I did have qualms, but not so much about that, because that's all part of the story. The qualms were more, 'Could I pull it off?' It felt like a big role to take on. I loved the emotional parts. They hit me like a ton of bricks. I felt if that's what I experienced, how amazing to make other people feel even one tenth of that. But we always had to be careful how much we went into the violence and how it was told, but the violence per se didn't put me off playing the role.

How hard was it to film scenes where you're witnessing these horrible atrocities against children?
To me, strangely enough, that was the most rewarding about it. The more you put into it emotionally, the more reward you get out of it. I felt we had to earn it. But without a doubt, I spent a lot of time going into dark holes. Those documentaries I would watch and the reading was all about heartbreaking, disastrous, awful human situations: people being beaten to death and kids mutilated, mass graves, mothers with babies and knapsacks on their back, all cut down. I went into the darkest parts of my own life to get yourself to that space that you have to be in, when you sit in front of 14 kids burned alive or holding a kid blown in half in your arms. They were tough and I would get very emotional even at times I wasn't supposed to, it would just come up and kind of grab you. When I started doing this press junket, that happened in talking about the movie, having spent so much time around that story. These people, these children, you imagine being one of them and it just really starts to become part of your DNA.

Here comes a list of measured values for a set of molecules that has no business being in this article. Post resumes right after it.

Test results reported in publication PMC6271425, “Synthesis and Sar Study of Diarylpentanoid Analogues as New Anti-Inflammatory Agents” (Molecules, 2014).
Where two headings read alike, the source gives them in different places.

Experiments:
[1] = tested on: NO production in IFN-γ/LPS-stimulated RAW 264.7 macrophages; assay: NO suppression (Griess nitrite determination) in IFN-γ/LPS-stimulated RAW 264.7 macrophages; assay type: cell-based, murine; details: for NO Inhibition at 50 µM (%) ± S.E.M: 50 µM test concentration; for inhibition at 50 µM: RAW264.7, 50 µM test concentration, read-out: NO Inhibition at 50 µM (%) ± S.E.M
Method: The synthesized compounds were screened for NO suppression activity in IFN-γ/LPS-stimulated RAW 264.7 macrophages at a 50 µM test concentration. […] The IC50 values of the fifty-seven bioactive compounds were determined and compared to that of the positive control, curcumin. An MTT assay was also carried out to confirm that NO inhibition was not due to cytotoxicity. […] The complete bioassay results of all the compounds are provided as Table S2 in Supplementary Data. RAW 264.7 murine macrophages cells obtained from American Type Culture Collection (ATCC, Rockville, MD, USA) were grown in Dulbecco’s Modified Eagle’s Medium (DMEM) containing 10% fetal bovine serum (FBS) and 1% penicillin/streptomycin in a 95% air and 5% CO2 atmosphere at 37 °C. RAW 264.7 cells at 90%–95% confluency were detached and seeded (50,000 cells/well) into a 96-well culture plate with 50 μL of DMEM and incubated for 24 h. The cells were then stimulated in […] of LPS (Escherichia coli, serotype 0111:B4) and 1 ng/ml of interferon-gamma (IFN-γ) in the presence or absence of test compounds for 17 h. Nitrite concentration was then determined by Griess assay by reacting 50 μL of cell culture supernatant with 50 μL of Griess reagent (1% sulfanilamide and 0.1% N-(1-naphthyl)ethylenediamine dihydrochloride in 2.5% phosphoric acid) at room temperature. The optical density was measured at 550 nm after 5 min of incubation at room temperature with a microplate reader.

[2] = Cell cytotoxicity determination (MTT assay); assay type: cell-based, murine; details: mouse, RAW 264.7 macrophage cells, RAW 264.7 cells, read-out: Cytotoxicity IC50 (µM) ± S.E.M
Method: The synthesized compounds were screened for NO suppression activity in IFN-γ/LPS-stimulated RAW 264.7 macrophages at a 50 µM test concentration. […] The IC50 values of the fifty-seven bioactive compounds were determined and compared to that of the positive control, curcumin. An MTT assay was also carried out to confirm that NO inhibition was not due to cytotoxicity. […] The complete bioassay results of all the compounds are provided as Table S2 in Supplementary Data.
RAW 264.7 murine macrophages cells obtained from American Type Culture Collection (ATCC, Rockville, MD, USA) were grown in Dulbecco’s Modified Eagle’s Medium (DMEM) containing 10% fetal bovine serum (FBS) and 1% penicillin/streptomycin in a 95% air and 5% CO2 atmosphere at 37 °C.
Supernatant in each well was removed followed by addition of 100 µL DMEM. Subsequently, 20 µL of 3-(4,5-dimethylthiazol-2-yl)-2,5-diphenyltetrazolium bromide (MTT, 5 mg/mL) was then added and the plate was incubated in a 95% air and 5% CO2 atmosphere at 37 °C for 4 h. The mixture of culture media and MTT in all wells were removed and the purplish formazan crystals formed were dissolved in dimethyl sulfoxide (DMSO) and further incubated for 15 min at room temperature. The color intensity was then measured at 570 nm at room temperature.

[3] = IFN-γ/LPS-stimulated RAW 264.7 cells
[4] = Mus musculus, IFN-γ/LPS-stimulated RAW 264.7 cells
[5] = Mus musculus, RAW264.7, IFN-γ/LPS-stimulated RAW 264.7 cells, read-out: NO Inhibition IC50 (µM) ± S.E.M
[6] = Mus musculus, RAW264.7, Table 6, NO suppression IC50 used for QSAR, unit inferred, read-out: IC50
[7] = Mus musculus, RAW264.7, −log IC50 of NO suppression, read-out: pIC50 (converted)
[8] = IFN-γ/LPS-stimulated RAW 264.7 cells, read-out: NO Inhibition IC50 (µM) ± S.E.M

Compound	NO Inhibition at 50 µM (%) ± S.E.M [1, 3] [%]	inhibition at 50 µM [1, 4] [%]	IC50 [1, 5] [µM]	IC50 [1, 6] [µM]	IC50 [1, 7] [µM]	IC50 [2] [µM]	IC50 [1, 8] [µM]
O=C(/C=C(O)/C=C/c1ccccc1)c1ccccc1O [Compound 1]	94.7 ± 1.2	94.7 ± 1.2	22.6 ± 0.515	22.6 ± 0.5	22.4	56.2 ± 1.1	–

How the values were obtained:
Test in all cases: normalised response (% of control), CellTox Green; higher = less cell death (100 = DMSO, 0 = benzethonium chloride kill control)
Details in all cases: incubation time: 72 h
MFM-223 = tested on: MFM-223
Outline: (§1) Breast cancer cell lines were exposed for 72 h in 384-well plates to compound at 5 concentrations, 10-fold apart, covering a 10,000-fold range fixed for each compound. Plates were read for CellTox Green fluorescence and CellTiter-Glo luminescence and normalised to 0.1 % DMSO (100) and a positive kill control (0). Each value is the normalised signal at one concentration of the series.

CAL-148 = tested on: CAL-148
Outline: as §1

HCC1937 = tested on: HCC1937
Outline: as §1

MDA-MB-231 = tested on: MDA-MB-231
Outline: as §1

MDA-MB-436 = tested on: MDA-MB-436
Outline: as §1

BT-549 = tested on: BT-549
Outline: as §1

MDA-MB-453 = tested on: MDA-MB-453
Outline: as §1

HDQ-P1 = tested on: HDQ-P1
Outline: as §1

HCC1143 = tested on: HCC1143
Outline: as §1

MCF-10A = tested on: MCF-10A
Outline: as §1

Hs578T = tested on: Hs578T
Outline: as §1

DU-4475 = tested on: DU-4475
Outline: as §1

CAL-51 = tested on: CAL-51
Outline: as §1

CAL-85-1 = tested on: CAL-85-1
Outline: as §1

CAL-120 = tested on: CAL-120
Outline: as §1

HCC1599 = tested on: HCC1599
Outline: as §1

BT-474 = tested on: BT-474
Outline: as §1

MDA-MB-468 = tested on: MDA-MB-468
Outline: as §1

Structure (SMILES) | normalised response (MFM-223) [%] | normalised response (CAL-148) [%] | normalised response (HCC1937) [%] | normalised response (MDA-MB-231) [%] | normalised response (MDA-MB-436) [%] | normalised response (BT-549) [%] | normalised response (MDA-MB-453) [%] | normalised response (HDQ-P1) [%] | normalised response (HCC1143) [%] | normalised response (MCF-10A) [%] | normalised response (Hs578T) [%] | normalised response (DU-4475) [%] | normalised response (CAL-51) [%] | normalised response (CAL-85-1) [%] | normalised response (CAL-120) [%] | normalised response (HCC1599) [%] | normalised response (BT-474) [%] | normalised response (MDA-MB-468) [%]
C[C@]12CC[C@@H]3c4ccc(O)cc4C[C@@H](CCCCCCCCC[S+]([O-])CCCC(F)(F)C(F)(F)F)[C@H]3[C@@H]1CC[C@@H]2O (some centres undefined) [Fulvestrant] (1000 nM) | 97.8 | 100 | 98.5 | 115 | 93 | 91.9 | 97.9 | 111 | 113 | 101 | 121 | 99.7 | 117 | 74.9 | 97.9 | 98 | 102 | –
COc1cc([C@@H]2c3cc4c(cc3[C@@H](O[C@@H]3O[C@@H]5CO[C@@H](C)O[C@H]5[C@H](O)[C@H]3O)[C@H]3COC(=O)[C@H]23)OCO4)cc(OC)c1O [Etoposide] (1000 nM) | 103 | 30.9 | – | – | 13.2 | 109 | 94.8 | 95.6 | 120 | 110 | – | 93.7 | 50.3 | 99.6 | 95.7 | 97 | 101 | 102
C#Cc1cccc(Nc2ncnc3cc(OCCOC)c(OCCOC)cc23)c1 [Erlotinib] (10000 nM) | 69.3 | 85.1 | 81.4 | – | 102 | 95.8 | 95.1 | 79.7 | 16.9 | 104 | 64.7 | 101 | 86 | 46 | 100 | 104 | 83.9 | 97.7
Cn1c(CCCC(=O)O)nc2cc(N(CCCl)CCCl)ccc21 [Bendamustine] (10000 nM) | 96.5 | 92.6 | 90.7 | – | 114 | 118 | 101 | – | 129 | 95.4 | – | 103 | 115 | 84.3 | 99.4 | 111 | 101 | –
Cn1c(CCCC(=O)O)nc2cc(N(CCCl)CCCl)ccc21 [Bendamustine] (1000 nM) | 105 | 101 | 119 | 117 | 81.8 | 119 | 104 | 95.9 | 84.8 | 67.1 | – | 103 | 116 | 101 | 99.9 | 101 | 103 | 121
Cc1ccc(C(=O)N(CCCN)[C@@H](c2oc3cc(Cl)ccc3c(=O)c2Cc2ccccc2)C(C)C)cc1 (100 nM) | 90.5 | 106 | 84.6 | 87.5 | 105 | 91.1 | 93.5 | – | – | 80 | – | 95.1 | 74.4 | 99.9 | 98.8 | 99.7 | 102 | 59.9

Where did you film the movie?
The worst parts of Detroit. A lot of the story takes place in trailer homes and crack houses. And then we went to South Africa, to the countryside, outside Johannesburg. It's very sparse out there but beautiful. It was a great setting for Sudan and you just get lost in how epic these landscapes were.

Did you meet any refugees from the Sudan?
We actually had a couple on the movie and we had a dialect coach from there as well. Her sister had her lips cut off by the LREA [cruel rebels, known as the Lord's Resistance Army, an incident that happens to one woman in the movie]. They literally left her for a few minutes and when they came back, she'd lost her lips. And one of her security guards had fought for the Sudanese People's Liberation Army and he had a lot of incredible stories too. They all have these stories, like children who've killed 60 people. This is why I love this movie, though. You can say that and it's just a number, but when you watch this movie it all becomes real.